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The Edge

Financing the next phase of Africa’s oil and gas development

Access to capital the biggest obstacle for local players

4 minute read

The message from this year’s Africa Oil Week and African Energy Week, held back to back in Cape Town, could not have been clearer. With energy poverty endemic and war in Ukraine driving home the importance of affordable and secure energy supply, the continent must fully develop its abundant oil and gas resources.

Big Oil’s huge deep and ultra-deepwater discoveries are driving Africa's upstream resurgence, including Baleine (Eni) in Côte d’Ivoire and Venus (TotalEnergies) and Graff (Shell) in Namibia. But local E&Ps must step up to develop the region’s enticing shallow-water and onshore resources to maximise the opportunity. And there is the rub: whereas the Majors can readily self-finance and access low-cost debt, it is a different story altogether for much of the rest of Africa’s upstream sector.

How can Africa finance its oil and gas riches? Mansur Mohammed, Head of West Africa Upstream Research, is on the ground in Cape Town.

Better projects make for better finance

High-quality projects in Africa continue to move ahead. We expect 2023 to be a significant year for new production start-ups and African greenfield FIDs are also moving forward. Four major greenfield projects could reach FID this year, with Angola to the fore.

Much of this is inevitably being led by the Majors. With bulging balance sheets and options to debt finance, divest assets or sell down equity positions to fund African projects, capital is not a barrier to growth.

African governments are pivotal to financing

African governments are critical to the ability to secure financing for oil and gas. Several African countries offer progressive sliding-scale profit share, royalty and tax rates, which enable faster cost recovery – a key issue for financiers. Terms that provide for accelerated depreciation of capital for cost recovery and tax purposes – and the widening of ring fences to allow producers to consolidate investment in new areas with revenue from existing areas – also help. Egypt is a good example.

In two of Africa’s major resource holders, we also see ongoing efforts to crowd-in funding. Nigeria’s new President Tinubu has signalled a significant shift in fiscal and monetary policy to boost investment with a focus on the oil and gas industry. Meanwhile in Angola, improved upstream terms have been negotiated on an ad-hoc basis for several licences and helped to unlock exploration and development spending.

Governments can also support the flow of capital for African M&A deals by fast-tracking regulatory approvals. Holding up investment on mature assets only accelerates production decline rates.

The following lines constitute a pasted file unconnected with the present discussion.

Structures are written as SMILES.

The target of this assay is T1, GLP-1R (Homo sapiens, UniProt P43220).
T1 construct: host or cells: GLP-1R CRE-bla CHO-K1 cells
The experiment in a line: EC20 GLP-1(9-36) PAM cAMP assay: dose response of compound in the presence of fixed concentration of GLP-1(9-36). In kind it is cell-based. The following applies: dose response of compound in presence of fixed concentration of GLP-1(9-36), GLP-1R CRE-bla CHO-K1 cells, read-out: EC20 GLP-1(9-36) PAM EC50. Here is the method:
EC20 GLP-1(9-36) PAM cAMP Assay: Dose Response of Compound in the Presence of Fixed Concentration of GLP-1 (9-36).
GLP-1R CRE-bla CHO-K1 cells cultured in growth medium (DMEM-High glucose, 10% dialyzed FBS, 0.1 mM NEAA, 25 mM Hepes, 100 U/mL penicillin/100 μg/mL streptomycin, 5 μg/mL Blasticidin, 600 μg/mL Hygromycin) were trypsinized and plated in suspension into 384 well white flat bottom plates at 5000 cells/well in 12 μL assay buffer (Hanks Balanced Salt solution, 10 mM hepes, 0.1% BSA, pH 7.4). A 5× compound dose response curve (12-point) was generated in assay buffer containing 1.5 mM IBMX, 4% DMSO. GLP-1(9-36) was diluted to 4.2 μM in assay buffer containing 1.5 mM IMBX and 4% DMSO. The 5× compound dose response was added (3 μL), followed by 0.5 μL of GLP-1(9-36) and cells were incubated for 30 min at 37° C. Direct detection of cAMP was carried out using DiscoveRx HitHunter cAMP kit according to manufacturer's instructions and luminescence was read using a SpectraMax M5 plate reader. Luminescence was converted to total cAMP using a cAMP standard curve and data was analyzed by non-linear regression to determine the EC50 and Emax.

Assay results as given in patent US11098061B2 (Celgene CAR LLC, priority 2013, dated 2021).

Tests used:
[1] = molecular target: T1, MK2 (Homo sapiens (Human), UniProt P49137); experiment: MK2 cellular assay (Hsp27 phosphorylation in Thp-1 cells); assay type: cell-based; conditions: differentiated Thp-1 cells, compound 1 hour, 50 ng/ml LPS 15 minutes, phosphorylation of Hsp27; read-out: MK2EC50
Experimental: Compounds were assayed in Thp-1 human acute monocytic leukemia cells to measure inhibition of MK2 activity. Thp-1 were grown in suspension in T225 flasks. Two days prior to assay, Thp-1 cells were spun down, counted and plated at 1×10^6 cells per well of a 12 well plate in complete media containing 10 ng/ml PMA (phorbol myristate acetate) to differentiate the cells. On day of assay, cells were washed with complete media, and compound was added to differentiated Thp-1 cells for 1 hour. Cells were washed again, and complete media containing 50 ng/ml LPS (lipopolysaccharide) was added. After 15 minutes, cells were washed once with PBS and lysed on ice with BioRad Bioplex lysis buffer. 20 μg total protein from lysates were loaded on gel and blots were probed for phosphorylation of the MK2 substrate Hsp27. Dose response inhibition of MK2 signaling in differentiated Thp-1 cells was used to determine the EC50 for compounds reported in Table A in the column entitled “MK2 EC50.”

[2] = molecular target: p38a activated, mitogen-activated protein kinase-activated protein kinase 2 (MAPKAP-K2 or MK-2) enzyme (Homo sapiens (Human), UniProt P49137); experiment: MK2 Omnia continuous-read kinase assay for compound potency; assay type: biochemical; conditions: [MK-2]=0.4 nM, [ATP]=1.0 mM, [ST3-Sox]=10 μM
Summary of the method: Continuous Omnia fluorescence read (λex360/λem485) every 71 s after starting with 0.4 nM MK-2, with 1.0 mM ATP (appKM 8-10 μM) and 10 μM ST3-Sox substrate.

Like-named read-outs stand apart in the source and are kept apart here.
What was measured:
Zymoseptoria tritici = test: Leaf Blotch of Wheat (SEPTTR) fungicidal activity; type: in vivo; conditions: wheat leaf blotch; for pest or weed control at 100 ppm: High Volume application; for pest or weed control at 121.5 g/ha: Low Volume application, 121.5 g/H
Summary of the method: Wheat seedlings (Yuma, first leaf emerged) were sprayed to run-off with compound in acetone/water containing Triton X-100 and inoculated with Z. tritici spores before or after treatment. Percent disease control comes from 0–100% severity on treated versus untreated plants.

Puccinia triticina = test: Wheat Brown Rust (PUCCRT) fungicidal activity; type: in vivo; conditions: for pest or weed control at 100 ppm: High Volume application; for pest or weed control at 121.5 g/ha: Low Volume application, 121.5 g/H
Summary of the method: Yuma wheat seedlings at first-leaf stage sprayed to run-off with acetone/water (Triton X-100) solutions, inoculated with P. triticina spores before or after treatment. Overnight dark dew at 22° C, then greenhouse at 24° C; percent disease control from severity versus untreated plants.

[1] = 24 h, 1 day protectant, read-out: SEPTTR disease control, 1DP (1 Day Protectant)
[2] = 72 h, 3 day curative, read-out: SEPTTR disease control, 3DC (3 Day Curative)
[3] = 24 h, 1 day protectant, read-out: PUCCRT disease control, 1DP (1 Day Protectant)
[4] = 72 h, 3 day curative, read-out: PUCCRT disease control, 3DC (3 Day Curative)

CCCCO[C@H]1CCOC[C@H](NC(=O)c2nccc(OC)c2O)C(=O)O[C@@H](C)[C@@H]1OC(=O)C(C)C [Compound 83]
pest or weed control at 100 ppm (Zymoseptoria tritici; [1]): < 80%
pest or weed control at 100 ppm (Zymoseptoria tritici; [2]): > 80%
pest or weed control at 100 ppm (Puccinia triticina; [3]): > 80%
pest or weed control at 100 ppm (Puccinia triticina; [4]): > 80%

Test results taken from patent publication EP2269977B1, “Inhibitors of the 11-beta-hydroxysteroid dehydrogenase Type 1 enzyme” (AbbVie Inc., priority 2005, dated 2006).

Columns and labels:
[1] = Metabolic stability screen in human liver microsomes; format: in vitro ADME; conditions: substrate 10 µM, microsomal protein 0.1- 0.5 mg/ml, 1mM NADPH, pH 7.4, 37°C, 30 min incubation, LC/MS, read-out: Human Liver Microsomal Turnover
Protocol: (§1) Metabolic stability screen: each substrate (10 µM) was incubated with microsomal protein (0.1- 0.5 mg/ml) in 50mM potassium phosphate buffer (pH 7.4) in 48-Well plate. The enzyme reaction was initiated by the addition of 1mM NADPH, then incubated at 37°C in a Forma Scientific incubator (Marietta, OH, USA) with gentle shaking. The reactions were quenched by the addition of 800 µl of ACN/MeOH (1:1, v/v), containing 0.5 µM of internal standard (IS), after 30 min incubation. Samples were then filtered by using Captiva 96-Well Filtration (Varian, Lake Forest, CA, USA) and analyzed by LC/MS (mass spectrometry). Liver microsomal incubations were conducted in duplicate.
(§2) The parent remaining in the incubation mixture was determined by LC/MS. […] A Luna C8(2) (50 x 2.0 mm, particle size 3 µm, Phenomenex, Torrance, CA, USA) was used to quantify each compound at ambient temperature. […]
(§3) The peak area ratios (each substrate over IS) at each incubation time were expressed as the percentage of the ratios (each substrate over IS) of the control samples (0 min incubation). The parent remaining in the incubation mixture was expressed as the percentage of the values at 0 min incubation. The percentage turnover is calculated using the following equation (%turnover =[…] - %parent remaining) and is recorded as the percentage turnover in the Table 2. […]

With smaller balance sheets and tightening lending criteria from banks, independents and local players across Africa do not have this optionality. To have any hope of accessing capital, quality matters. Companies must push hard to reduce costs, improve project delivery timelines and ensure watertight ESG credentials including carbon emissions. Without this, lenders will remain thin on the ground.

Opening more innovative sources of finance

‘Peak ESG’ may have been 2021, but Africa remains at the sharp end of the squeeze on oil and gas funding from traditional lenders. With a clear stratification between the Majors and African E&Ps, the latter must look to more innovative sources of finance.

Firstly, we expect more activity from Africa-focused banks as international banks continue their retreat. These banks – ambitiously – believe they can finance up to a third of the oil and gas investment needed in Africa, providing greater liquidity when lending in local currency.

Secondly, the role of traders offering production-based financing is growing in importance. Identifying a gap in the market almost a decade ago, traders are now underwriting significant debt for indigenous Nigerian players, moving at speeds commercial banks are unable to match. But traders must also service their own debt, increasing lending costs to third parties. Typically, only the highest-value barrels make the cut.  

Finally, there remains some scope for multilateral lenders and development finance institutions (DFIs) to finance projects in Africa that tie into local infrastructure and industrial development. However, most remain hesitant to directly finance upstream supply. More positively, the African Export-Import Bank last year reached agreement with the African Petroleum Producers Organization to create the African Energy Bank, a signal of intent by the continent to find viable sources of funding for its oil and gas projects.

Africa rising

The ambitions of COP28 are a timely reminder that the world cannot wait forever for Africa to develop its oil and gas riches. But there is a golden opportunity for resource-rich African countries to tap into the world’s need for energy security and tackle energy poverty at home. Attracting finance is the Achilles heel, and governments and willing financiers must leave no stone unturned to ensure that local companies are able to play their part.

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